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RE: SIEM Use Cases
From: Uzair Hashmi <uzair.hashmi () kse com pk>
Date: Mon, 9 Jul 2012 07:53:10 +0000

It's usually called "Event Correlation", Read on this specific topic on the manual of your SIEM being implemented.

Regards,
Uzair

-----Original Message-----
From: listbounce () securityfocus com [mailto:listbounce () securityfocus com] On Behalf Of Thugzclub Thugzclub
Sent: Monday, July 09, 2012 6:36 AM
To: listbounce () securityfocus com; security-basics () securityfocus com; pen-test () securityfocus com; discussion () 
siemusers org
Subject: SIEM Use Cases

Hi,

This may not be the right forum ( if so please point me to the right
location) but here goes:

I am working on a project where we are integrating a SIEM into our
environment and I need to create a monitoring and alerting standard.

If I can explain some more:
- There are specific "isolated" suspicious behaviour that we would
want the SIEM to alert on e.g  e.g Admin logon at specific times of
the day, mid night for instance.
- There are also specific "combination" of suspicious behaviour that
we should alert on: e.g

I have a simple 3-tier web app behind a firewall, and four event
sources for  SIEM: a firewall, system events from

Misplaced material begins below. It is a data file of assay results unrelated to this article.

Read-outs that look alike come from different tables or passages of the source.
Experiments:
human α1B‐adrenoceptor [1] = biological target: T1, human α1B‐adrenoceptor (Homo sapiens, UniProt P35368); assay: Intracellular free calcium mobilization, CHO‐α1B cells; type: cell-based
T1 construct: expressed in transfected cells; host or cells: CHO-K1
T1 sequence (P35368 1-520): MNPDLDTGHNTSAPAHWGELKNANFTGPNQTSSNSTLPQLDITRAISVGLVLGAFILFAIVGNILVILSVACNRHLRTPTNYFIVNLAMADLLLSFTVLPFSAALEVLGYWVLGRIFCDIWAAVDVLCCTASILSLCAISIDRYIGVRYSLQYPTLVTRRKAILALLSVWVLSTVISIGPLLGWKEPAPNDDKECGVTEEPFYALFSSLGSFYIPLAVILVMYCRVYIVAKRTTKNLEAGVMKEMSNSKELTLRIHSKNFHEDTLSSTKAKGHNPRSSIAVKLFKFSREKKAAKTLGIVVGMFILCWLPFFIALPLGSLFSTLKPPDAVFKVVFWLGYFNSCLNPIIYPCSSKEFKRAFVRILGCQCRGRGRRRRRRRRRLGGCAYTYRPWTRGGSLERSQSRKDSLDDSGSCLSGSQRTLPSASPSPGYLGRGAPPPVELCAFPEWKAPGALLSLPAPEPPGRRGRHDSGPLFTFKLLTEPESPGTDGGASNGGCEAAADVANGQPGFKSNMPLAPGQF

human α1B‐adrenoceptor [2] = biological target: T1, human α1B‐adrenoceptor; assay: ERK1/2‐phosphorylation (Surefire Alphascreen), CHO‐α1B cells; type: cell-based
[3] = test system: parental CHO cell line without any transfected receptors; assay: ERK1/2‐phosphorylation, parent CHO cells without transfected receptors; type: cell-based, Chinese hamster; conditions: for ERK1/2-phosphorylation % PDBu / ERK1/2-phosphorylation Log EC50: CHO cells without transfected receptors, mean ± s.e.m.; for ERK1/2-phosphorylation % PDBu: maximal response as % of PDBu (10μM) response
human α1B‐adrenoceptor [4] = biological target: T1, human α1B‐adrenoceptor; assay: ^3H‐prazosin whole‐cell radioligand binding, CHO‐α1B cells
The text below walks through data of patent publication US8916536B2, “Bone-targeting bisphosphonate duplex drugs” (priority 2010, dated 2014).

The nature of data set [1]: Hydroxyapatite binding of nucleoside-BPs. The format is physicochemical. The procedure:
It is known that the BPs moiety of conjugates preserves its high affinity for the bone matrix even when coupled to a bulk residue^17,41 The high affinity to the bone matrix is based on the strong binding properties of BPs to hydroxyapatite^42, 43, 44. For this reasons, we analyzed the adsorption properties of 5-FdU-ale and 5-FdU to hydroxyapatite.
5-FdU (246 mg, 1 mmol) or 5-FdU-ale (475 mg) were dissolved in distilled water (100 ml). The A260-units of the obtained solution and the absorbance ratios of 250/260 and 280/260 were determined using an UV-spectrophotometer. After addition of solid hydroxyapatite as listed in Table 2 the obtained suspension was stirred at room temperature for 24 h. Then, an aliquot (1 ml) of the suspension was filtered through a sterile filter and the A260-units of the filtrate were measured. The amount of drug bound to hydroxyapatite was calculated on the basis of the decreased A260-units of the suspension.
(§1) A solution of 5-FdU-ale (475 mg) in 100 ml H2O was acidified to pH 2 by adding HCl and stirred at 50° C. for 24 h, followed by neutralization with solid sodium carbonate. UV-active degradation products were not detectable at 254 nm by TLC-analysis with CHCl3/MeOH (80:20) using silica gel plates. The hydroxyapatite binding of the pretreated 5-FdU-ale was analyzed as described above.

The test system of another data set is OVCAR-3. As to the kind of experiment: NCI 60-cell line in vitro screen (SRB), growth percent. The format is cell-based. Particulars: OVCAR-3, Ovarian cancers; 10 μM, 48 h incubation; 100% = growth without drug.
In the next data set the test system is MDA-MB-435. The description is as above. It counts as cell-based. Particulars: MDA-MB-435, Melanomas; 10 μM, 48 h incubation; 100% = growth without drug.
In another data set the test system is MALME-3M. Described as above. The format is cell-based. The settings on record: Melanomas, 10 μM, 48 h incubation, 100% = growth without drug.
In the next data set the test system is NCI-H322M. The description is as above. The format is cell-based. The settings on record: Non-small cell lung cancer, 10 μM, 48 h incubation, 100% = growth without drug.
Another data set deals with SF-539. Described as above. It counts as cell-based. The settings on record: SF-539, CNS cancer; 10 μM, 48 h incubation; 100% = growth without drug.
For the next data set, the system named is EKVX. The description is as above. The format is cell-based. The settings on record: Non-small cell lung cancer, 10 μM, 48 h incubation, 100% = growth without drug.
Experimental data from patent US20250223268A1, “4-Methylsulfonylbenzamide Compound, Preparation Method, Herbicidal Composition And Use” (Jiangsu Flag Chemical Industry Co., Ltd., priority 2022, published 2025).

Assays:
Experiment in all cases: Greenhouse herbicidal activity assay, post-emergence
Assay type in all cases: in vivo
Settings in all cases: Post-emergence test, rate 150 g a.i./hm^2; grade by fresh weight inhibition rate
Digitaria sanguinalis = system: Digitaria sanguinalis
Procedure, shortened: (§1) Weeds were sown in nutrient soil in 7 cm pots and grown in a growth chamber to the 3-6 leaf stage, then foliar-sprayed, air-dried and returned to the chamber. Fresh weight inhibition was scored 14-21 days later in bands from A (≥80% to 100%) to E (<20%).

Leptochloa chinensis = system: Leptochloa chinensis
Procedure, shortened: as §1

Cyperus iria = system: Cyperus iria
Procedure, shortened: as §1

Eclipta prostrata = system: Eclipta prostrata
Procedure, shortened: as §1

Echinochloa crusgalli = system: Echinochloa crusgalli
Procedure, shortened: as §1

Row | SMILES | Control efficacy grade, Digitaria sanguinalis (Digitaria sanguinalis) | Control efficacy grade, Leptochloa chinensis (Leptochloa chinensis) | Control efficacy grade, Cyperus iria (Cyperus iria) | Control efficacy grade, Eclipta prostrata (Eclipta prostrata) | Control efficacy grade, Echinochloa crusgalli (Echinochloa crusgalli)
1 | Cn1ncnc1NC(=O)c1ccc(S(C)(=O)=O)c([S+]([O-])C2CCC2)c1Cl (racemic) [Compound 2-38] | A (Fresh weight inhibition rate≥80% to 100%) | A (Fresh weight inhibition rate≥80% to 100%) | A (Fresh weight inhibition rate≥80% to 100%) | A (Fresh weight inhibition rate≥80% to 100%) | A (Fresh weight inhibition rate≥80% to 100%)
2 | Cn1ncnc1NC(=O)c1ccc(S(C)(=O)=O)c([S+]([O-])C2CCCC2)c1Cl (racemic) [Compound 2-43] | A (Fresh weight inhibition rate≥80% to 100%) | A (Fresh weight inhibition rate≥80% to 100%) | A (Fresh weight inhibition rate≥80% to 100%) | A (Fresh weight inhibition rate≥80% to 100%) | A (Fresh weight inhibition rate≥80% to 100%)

whatever daemon running on your servers and an (D)IDS

Event 1 : IDS says I have an SQL injection. Taken alone, this is
false, it's just an attempt at an SQLi and I have no idea whether or
not it has succeeded.
Event 2 : system daemon says I have a file creation on a temp folder
in your DB server
Event 3 : system daemon says said dropped file is ran under the DBserver user
Event 4 : firewall says I have outbound connection created to blah
server on port 80
Event 5 : IDS says blah server is hosted on an IP with a bad
reputation (I assume that's the D in DIDS)

Based on the above, I would say that i have been hacked.

The query that I have is: are there specific set of malicious
behaviour  or "use cases" similar to the above that I can use as the
basis for configuring my SIEM to detect against malicious patterns of
behaviour.



Thanks in advance.

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------------------------------------------------------------------------
Securing Apache Web Server with thawte Digital Certificate
In this guide we examine the importance of Apache-SSL and who needs an SSL certificate.  We look at how SSL works, how 
it benefits your company and how your customers can tell if a site is secure. You will find out how to test, purchase, 
install and use a thawte Digital Certificate on your Apache web server. Throughout, best practices for set-up are 
highlighted to help you ensure efficient ongoing management of your encryption keys and digital certificates.

http://www.dinclinx.com/Redirect.aspx?36;4175;25;1371;0;5;946;e13b6be442f727d1
------------------------------------------------------------------------


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